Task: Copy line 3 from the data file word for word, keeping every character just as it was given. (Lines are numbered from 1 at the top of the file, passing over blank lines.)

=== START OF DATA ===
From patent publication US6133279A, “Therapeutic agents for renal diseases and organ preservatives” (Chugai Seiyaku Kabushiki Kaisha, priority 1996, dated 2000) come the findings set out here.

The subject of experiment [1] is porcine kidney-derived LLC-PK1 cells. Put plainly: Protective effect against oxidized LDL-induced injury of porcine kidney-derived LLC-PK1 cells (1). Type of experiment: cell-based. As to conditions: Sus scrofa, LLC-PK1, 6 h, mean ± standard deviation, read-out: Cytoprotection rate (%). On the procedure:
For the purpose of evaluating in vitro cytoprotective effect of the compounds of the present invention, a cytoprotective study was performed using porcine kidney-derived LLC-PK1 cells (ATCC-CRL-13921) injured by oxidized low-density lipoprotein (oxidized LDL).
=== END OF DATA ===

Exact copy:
For the purpose of evaluating in vitro cytoprotective effect of the compounds of the present invention, a cytoprotective study was performed using porcine kidney-derived LLC-PK1 cells (ATCC-CRL-13921) injured by oxidized low-density lipoprotein (oxidized LDL).